Level of detail is a general design term for video game landscapes in which closer objects are rendered with more polygons than objects that are farther away. Generally speaking, the level of detail is dictated by the game's system requirements. Given the power of modern processors, very little degradation in the level of detail is noticeable anymore.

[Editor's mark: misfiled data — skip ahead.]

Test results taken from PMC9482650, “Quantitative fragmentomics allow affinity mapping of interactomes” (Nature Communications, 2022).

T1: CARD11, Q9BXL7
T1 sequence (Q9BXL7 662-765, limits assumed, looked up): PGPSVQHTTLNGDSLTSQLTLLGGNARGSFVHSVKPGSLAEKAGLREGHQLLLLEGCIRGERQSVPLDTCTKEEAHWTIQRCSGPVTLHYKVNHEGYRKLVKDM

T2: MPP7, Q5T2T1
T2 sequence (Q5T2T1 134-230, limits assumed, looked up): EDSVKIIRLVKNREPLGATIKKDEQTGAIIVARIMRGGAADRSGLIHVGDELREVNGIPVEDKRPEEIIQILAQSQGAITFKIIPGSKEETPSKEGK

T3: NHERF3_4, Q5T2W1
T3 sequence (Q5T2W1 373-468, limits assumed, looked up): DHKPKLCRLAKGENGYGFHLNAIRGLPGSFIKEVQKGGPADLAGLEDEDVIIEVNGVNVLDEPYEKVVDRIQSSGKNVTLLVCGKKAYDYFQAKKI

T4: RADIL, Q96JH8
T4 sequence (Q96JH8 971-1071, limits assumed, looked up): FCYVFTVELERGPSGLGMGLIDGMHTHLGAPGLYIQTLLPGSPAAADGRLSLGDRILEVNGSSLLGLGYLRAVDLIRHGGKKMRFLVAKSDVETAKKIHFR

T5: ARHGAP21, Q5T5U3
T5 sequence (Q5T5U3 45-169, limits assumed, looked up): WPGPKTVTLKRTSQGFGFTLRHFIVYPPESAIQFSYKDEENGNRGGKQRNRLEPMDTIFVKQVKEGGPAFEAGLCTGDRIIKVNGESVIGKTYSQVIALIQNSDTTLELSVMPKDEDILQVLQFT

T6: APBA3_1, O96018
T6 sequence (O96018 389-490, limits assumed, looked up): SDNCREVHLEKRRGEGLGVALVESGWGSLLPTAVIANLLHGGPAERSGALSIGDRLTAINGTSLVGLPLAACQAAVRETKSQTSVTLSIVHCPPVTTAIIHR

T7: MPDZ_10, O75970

Early video games had very noticeable changes in the level of detail, with objects in the background visibly gaining definition (and polygons) as they entered the foreground. This was a simple shortcut to save processing power for other tasks while still presenting a passable background to the player. Modern video games still use the same procedure, but the base level from which they render has a much higher polygon count, meaning few people can spot the difference between foreground and background with the naked eye.
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